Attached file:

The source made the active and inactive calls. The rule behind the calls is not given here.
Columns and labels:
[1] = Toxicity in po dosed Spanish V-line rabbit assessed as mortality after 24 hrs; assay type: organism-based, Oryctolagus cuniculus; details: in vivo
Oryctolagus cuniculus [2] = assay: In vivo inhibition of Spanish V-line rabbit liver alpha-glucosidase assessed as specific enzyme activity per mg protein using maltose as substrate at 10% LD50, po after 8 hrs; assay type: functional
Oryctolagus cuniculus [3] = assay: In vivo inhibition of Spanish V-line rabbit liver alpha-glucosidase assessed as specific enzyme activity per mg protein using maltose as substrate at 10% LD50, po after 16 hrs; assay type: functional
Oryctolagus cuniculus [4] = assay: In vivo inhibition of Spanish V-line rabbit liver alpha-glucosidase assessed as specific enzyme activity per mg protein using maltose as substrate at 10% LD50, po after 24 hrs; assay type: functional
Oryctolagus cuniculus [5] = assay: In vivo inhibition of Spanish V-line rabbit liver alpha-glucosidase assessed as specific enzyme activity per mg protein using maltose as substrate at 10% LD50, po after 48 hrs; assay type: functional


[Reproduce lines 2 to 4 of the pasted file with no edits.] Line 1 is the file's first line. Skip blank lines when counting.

Columns and labels:
[1] = Toxicity in po dosed Spanish V-line rabbit assessed as mortality after 24 hrs; assay type: organism-based, Oryctolagus cuniculus; details: in vivo
Oryctolagus cuniculus [2] = assay: In vivo inhibition of Spanish V-line rabbit liver alpha-glucosidase assessed as specific enzyme activity per mg protein using maltose as substrate at 10% LD50, po after 8 hrs; assay type: functional